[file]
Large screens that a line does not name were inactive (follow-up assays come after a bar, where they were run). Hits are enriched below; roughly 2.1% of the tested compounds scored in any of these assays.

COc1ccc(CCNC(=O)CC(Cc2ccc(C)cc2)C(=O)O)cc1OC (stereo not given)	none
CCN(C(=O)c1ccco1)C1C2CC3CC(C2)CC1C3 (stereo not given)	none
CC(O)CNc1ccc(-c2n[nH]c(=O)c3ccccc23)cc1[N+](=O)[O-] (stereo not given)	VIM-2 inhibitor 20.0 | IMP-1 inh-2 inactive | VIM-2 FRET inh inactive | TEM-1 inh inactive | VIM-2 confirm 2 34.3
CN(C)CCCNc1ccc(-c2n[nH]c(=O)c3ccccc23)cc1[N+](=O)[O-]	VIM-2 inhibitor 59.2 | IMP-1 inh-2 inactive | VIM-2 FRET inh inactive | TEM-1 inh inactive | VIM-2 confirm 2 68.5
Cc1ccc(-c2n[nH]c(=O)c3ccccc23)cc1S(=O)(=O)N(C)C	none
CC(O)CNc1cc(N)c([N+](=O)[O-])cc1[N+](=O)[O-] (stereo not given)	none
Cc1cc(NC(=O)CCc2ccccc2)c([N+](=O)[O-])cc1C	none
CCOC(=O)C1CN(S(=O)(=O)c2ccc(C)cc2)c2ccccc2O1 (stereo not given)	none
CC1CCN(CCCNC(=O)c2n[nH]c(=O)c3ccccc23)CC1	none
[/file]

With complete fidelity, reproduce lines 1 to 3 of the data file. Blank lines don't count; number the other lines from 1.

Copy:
Large screens that a line does not name were inactive (follow-up assays come after a bar, where they were run). Hits are enriched below; roughly 2.1% of the tested compounds scored in any of these assays.

COc1ccc(CCNC(=O)CC(Cc2ccc(C)cc2)C(=O)O)cc1OC (stereo not given)	none
CCN(C(=O)c1ccco1)C1C2CC3CC(C2)CC1C3 (stereo not given)	none